Corrections or additions?
This review by Nicole Plett was prepared for the September 24,
2003 issue of U.S. 1 Newspaper. All rights reserved.
Review: `Anna in the Tropics’
The world of the Hispanic immigrant and manual laborer
collides with an epic romance of 19th-century Russian aristocracy
in Nilo Cruz’s latest play, "Anna in the Tropics." The drama
raised the curtain before a full house at McCarter Theater’s
380-seat Roger S. Berlind Theater on Wednesday, September 17.
"Anna in the Tropics" has already won the 2003 Pulitzer Prize,
making Cruz the first Latino playwright to win that award.
by the New Theater in Coral Gables, Florida, the play had its world
premiere there last October, and this month it is being produced by
no fewer than three prestigious regional theaters — at McCarter,
Victory Gardens in Chicago, and at South Coast Rep in Southern
McCarter has already sold out its entire run, which continues to
Last Friday, September 19, McCarter management announced that the
play will reach an even wider audience when it moves to New York in
November, produced by theater benefactor Roger Berlind and Darryl
Roth. Although actors’ contracts have not been finalized, and there
is some question whether television star Jimmy Smits will move with
the show, the production is expected to open at New York’s Royale
Theater on November 16.
Set in 1929 in a Cuban-American cigar factory in Tampa, Florida, in
a town called Ybor City, Cruz’s play concerns a community of factory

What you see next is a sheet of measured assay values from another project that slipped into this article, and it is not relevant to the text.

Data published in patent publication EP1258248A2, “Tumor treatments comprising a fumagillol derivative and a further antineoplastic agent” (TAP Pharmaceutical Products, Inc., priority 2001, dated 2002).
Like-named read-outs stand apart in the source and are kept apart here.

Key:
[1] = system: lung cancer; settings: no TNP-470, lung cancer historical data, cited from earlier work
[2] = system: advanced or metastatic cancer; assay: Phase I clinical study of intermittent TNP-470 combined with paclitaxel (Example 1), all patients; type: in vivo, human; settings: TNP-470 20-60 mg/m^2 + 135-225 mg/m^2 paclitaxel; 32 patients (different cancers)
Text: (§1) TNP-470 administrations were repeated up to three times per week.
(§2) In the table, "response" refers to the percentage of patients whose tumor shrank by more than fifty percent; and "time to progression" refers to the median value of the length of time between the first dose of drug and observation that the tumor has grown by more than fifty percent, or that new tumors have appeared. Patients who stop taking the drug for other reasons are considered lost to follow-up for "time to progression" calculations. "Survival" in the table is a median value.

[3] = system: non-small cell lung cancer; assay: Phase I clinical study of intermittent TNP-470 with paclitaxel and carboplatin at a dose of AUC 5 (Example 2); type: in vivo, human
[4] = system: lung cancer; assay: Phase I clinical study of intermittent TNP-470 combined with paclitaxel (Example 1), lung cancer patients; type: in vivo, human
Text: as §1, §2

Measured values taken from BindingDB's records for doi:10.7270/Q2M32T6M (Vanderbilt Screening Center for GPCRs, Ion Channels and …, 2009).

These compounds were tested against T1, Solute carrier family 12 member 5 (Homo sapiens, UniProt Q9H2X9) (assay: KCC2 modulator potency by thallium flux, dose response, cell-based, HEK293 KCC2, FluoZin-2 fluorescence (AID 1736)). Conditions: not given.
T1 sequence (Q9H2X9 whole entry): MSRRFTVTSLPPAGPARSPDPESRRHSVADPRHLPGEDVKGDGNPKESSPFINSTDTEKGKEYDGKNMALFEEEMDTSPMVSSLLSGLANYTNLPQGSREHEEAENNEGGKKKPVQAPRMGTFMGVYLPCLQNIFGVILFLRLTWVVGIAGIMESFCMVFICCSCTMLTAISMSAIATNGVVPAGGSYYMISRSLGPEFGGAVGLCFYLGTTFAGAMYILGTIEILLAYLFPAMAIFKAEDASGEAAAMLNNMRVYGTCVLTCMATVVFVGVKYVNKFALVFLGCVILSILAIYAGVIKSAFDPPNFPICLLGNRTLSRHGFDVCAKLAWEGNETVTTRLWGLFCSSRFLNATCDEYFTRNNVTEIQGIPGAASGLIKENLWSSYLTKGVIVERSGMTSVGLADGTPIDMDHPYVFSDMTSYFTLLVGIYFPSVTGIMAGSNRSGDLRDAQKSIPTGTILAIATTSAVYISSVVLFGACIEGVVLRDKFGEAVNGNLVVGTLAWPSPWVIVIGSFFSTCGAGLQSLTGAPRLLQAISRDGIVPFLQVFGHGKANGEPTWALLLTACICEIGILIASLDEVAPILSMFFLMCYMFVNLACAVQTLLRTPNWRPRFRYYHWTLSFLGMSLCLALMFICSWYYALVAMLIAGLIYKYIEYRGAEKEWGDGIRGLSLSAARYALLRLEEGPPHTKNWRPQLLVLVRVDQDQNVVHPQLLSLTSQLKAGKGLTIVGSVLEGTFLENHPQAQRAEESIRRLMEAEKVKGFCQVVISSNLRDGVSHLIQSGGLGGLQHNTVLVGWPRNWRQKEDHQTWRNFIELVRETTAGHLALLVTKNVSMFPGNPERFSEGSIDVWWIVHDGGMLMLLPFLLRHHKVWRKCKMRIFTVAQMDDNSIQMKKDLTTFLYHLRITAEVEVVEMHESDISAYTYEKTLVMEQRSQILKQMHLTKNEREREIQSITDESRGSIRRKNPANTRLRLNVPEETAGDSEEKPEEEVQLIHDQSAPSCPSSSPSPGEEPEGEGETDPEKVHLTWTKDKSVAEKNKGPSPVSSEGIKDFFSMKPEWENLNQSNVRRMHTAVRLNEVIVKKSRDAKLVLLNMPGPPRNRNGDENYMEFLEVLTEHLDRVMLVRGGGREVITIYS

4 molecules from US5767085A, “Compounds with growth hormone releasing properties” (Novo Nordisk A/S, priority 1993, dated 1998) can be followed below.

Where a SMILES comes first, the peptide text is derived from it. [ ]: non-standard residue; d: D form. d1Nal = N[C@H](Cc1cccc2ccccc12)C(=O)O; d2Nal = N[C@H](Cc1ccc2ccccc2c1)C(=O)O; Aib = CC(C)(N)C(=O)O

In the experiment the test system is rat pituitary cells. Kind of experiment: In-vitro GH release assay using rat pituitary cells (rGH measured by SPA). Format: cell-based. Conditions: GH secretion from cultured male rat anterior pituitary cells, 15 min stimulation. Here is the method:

workers who still roll cigars by hand. Led by the tall and charismatic
Smits, the McCarter production features a dazzlingly accomplished
Hispanic acting ensemble. Every one of the show’s eight players
a powerful, nuanced characterization of people whom we come to care
about. Director Emily Mann brings a deft touch to the spoken and
communication between characters and to Cruz’s drama, rooted in
about the power of literature to expand human consciousness.
"Anna in the Tropics" opens with a cockfight. The raucous
gambling scene is as old as culture, as is the gambling debt
that imperils everything that the factory owner Santiago has worked
for. Simultaneously we see his wife, Ofelia, and their daughters
waiting at the docks to greet a new employee, a "lector" she
has imported from Cuba to read aloud to the workers while they work.
Safely arrived, the lector announces his plan to read the workers
Tolstoy’s romantic and turbulent novel of love and adultery, "Anna
Thus the "Anna" of the play’s title is not a Cuban or Hispanic
beauty but Tolstoy’s Anna Karenina — a name its characters
"Kare-NEE-na," the last two syllables resonating like
the Spanish "nina," as if to claim the Russian young woman
as their own.
The power of Tolstoy’s story soon stirs up all its rapt listeners,
from the young Marela, who starts dreaming of snow and
sleighs, to Santiago, who is attracted to the novel’s Levin, the
admirable landowner. But to the factory’s most unhappy listener, the
young married daughter Conchita, the novel stirs her to action and,
like Anna, she decides to take possession of her own sexuality.
Like the men of Tolstoy’s day, these cigar workers have been brought
up to regard their wives as their personal property. And for the young
women, the graphic 19th-century novel seems to provide the first
of what sexuality can mean to them. Fortunately, as a 21st-century